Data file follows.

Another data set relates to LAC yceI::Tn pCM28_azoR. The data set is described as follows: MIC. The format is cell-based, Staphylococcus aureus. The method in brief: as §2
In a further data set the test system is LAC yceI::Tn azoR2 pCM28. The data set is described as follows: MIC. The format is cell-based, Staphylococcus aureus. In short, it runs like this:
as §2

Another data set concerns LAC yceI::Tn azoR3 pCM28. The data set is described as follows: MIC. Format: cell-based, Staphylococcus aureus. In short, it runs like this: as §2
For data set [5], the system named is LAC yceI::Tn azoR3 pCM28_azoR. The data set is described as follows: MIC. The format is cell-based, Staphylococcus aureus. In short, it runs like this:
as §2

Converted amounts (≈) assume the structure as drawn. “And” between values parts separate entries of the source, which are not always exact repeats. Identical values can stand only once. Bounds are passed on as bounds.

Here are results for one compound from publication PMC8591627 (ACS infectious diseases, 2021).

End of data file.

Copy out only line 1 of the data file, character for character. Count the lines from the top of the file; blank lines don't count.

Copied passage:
Another data set relates to LAC yceI::Tn pCM28_azoR. The data set is described as follows: MIC. The format is cell-based, Staphylococcus aureus. The method in brief: as §2